NECROPHOBIC - Mark Of The Necrogram
February 27, 2018, 7 months ago
Few contemporary acts can write face ripping blacked death metal with such a strong melodic underpinning. On the current platter, the long running Swedes are aided by several member changes, chief among them, the return of singer Anders Strokirk (after 24 years!) and the recruitment of guitar tandem: Sebastian Ramstedt and Johan Bergebäck, from the more traditional minded Black Trip (now Vojd). An assortment of otherworldly topics, mostly funeral and occult, but the built on a bedrock rhythm, the lyrics to "Tsar Bomba" surround the detonation of a 1961 Soviet hydrogen bomb test, the largest explosion by mankind (yet), complete with its echoing sing-along gang chorus. The band says, "In the old days, death metal bands used to pile on riffs, one after the other. Making great, but not logical music. We do the opposite. The recipe of verse—bridge—verse—pre-chorus—chorus— bridge—solo—pre-chorus—double chorus is very effective. No matter what’s trendy at the moment. No matter how the winds blow. Our music has stayed the same, more or less, we write the music we want to listen to ourselves.”
Like a blast furnace, the savage title track spews molten lava out of the gate, not an ounce of subtlety as a swirl of guitars quickly settles into a headbanging groove reminiscent of early Slayer. Perhaps that's why the band characterizes themselves as "Always been influenced by bands that did more than just stood on stage and looked at their instruments and played every single note perfectly. We are more into giving something more than the music when we play live. We are not a 100% black metal band. We also have death metal roots, from the years we grew up, when death metal was new, but as you can see, we have nothing in common with many of the death metal bands. While death metal bands seem to dress down for their shows, we feel that attitudes and outfits shall go together, just like our heroes of the 80’s wore studs and leather in the very first wave of black metal." As the locomotive chug threatens to derail, a swath of guitar unwinds before it all ends in grand crescendo that segues into the sedately ethereal intro of "Odium Caecum". It too, eventually turns dark, but with plenty of room for six-string exploration.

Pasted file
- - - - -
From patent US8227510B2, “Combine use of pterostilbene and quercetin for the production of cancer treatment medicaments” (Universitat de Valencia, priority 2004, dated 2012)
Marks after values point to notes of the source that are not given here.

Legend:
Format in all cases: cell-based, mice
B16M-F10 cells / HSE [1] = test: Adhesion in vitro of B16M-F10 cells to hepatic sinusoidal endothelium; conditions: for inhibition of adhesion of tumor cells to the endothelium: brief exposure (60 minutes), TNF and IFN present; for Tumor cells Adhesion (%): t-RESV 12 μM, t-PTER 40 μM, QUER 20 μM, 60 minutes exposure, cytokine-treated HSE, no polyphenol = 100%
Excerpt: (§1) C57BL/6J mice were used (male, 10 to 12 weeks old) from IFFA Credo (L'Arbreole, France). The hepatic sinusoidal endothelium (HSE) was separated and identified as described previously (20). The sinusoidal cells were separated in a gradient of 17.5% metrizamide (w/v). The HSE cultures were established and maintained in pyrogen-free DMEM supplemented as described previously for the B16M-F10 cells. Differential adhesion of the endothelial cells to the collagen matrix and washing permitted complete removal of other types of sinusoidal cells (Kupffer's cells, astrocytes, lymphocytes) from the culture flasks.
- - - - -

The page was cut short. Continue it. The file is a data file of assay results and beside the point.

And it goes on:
Only a little refinement in the start-to-finish smash mouth "Lamashtu", which gradually fades outs. After the fusion spawning "Sacrosanct", the low boiling "Pesta" (debuted live, on the 70,000 Tons cruise) is the antithesis: a wide stylistic changeling driven by grinding bass, with Sumerian chant and Strokirk's pained throat. "Requiem For A Dying Sun" has a brief hint of Psycho shower scene inspired keyboards within its vocal cord shredding, belabored heaviness. If there is a by-the-numbers inclusion, it's "Crown Of Horns", but the brutalizing guitars separate it from 99% of their contemporaries. The the opening title track, a verbose entitled "From The Great Above To The Great Below" rides a vitriolic dual guitar onslaught to new heights. The concluding "UndergÜngen" soundscape, rich with bass notes and howling wind effect, harkens to Bathory. Succumb to the filth and powerful grandness of Necrophobic!